Shelton delivers first budget to City Council

Tupelo StockBy Robbie Ward
Daily Journal

TUPELO – Tupelo Mayor Jason Shelton delivered Monday his first proposed budget to the City Council, a $31.9 million document that assumes flat sales tax revenue for fiscal year 2014, doesn’t dip into city reserves or give employees a pay increase.

When Shelton provided copies to of the budget to City Council members, he called it a “first draft.” State law requires the council to approve a budget by Sept. 15.

The budget is a close reflection of the current budget, originally set at $32 million but which included $120,000 in grants. The proposed budget doesn’t include any grants to the city, which will be added before adoption.
Shelton said at the beginning of the budget process that he wanted a budget that didn’t lean on issuing bonds or dipping into the city’s $18 million in reserves.

“It’s a good start,” Shelton said late Monday.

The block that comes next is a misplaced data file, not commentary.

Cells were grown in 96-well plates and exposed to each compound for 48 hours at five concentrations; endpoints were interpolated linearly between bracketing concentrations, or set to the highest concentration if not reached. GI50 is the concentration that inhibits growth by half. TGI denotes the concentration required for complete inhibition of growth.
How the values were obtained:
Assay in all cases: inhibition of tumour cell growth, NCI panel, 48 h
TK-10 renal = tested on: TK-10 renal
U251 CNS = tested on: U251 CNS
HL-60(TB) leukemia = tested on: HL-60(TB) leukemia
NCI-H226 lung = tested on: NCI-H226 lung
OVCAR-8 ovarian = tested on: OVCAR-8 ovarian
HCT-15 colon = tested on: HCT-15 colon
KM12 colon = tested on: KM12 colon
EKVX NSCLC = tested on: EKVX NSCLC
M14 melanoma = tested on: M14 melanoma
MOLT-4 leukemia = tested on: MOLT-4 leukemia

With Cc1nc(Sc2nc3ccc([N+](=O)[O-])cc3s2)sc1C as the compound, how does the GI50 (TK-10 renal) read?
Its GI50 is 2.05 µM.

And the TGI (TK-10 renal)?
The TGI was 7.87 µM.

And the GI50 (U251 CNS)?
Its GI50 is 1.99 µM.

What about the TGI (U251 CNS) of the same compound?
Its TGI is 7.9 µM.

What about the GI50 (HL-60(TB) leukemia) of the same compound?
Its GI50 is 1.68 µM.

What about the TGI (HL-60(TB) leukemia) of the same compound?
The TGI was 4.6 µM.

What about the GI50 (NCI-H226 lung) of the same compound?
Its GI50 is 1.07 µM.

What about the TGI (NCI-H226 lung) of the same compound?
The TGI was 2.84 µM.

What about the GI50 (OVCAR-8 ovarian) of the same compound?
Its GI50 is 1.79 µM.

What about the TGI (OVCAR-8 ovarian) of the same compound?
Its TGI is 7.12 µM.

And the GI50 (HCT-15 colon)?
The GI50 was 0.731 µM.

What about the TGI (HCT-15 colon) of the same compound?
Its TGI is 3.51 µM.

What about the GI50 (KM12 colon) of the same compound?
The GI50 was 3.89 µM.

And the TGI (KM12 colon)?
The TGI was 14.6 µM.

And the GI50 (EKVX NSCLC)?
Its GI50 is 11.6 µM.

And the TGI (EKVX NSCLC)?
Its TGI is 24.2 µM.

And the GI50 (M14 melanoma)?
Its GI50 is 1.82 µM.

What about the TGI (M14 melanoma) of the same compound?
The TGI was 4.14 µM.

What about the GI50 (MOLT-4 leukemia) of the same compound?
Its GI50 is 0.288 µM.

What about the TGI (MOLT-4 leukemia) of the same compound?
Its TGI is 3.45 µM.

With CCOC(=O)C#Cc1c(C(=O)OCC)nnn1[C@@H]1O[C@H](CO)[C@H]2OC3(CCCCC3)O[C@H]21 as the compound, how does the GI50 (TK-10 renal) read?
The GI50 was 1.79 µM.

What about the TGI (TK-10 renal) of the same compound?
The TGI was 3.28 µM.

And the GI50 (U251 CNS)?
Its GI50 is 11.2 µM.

One of the most challenging first experiences for a new administration is crafting the first budget after taking office less than two months earlier.

The City Council will hold a meeting on Wednesday at 3:30 p.m to go over the proposed budget, department by department.
Council president Nettie Davis acknowledged a compressed time to consider the mayor’s budget but said she had confidence in the experience of the council to pass the document in time. This year the budget deadline is a Sunday, so the council could call a special meeting on Sept. 13 to approve the document.

While the budget does include a new in-house legal council position, it doesn’t include any support staff for the position. Shelton said he preferred a city attorney position over the city’s longtime history of contracting legal services to a local law firm.

While not included in the budget, Lee County tax collector Leroy Belk Jr. proposed Monday a $50,000 increase in the fee charged to collect taxes for the city. The budget also doesn’t address ongoing concerns with necessary repairs to the Tupelo Regional Airport’s taxiway expected to cost at least $700,000.

“We’ll just be working on both issues simultaneously,” Shelton said of the city budget and airport issues.

robbie.ward@journalinc.com